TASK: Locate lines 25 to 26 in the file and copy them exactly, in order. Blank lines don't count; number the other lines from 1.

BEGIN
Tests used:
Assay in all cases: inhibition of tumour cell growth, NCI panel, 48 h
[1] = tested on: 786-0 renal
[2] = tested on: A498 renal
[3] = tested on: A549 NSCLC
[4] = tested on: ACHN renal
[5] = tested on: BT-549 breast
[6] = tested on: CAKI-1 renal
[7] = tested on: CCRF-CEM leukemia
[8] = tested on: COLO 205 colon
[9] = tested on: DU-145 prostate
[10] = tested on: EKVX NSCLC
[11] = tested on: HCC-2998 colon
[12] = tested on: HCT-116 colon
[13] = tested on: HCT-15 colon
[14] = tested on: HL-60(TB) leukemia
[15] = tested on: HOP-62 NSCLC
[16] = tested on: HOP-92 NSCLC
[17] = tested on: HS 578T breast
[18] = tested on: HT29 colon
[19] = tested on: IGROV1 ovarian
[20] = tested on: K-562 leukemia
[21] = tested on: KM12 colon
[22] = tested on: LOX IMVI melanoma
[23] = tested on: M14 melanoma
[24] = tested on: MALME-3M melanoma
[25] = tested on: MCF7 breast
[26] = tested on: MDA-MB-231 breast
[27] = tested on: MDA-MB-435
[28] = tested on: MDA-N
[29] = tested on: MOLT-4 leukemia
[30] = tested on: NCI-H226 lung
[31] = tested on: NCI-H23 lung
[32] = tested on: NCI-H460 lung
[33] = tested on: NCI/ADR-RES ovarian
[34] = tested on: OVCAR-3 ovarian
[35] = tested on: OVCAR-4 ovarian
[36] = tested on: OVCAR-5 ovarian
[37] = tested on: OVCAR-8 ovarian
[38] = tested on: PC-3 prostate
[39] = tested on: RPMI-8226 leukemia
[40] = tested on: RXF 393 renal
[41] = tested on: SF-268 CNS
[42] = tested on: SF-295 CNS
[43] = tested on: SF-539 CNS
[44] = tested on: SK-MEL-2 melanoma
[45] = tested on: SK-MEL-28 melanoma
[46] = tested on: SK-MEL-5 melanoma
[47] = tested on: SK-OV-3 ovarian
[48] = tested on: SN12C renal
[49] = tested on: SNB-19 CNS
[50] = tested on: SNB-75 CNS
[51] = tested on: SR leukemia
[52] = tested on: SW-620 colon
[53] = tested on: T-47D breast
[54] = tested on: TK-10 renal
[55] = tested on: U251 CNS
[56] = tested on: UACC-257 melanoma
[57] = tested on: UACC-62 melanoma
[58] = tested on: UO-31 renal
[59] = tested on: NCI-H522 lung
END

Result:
[23] = tested on: M14 melanoma
[24] = tested on: MALME-3M melanoma